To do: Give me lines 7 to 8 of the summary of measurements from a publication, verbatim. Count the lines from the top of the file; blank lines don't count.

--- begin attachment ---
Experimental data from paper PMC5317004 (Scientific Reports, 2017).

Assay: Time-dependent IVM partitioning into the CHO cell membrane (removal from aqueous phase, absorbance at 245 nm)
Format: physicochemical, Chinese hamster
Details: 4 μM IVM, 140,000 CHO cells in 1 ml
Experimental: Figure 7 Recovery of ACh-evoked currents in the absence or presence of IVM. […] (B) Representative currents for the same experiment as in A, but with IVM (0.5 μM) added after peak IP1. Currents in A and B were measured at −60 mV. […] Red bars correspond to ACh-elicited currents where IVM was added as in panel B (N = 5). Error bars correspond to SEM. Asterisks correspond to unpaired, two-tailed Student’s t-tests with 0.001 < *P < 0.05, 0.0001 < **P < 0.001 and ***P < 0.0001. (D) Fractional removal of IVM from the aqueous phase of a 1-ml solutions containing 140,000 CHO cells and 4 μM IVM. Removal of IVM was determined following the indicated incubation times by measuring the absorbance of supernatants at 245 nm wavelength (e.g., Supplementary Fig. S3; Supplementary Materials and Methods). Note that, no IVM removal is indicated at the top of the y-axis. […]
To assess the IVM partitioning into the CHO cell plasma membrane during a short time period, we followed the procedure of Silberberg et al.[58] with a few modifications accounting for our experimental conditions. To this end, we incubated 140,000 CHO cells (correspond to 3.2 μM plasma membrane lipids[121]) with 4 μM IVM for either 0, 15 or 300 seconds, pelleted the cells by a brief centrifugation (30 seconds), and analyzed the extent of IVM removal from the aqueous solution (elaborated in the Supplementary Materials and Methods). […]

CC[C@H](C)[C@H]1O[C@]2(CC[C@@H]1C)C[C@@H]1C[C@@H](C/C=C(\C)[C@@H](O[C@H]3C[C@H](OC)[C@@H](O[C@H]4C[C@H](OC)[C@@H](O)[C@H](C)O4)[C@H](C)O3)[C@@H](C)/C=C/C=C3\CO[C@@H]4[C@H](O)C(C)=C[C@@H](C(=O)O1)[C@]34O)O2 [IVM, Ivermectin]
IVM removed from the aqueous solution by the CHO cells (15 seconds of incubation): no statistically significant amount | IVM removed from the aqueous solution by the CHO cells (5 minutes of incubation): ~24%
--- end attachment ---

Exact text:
CC[C@H](C)[C@H]1O[C@]2(CC[C@@H]1C)C[C@@H]1C[C@@H](C/C=C(\C)[C@@H](O[C@H]3C[C@H](OC)[C@@H](O[C@H]4C[C@H](OC)[C@@H](O)[C@H](C)O4)[C@H](C)O3)[C@@H](C)/C=C/C=C3\CO[C@@H]4[C@H](O)C(C)=C[C@@H](C(=O)O1)[C@]34O)O2 [IVM, Ivermectin]
IVM removed from the aqueous solution by the CHO cells (15 seconds of incubation): no statistically significant amount | IVM removed from the aqueous solution by the CHO cells (5 minutes of incubation): ~24%